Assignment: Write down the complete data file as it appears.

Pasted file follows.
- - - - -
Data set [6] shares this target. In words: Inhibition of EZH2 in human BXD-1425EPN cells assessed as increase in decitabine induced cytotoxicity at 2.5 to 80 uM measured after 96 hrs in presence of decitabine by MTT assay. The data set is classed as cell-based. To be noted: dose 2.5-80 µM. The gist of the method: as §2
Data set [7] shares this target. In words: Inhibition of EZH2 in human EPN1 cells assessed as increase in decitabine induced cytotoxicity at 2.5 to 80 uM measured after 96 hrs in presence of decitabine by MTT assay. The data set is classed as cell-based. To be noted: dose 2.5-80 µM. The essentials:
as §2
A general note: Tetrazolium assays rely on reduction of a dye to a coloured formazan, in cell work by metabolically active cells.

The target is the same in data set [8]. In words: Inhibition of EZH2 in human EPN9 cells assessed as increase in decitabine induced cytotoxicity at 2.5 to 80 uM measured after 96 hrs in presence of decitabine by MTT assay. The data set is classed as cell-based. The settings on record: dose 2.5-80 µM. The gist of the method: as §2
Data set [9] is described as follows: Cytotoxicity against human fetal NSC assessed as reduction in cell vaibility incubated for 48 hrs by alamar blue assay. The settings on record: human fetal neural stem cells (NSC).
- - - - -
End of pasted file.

Data set [6] shares this target. In words: Inhibition of EZH2 in human BXD-1425EPN cells assessed as increase in decitabine induced cytotoxicity at 2.5 to 80 uM measured after 96 hrs in presence of decitabine by MTT assay. The data set is classed as cell-based. To be noted: dose 2.5-80 µM. The gist of the method: as §2
Data set [7] shares this target. In words: Inhibition of EZH2 in human EPN1 cells assessed as increase in decitabine induced cytotoxicity at 2.5 to 80 uM measured after 96 hrs in presence of decitabine by MTT assay. The data set is classed as cell-based. To be noted: dose 2.5-80 µM. The essentials:
as §2
A general note: Tetrazolium assays rely on reduction of a dye to a coloured formazan, in cell work by metabolically active cells.

The target is the same in data set [8]. In words: Inhibition of EZH2 in human EPN9 cells assessed as increase in decitabine induced cytotoxicity at 2.5 to 80 uM measured after 96 hrs in presence of decitabine by MTT assay. The data set is classed as cell-based. The settings on record: dose 2.5-80 µM. The gist of the method: as §2
Data set [9] is described as follows: Cytotoxicity against human fetal NSC assessed as reduction in cell vaibility incubated for 48 hrs by alamar blue assay. The settings on record: human fetal neural stem cells (NSC).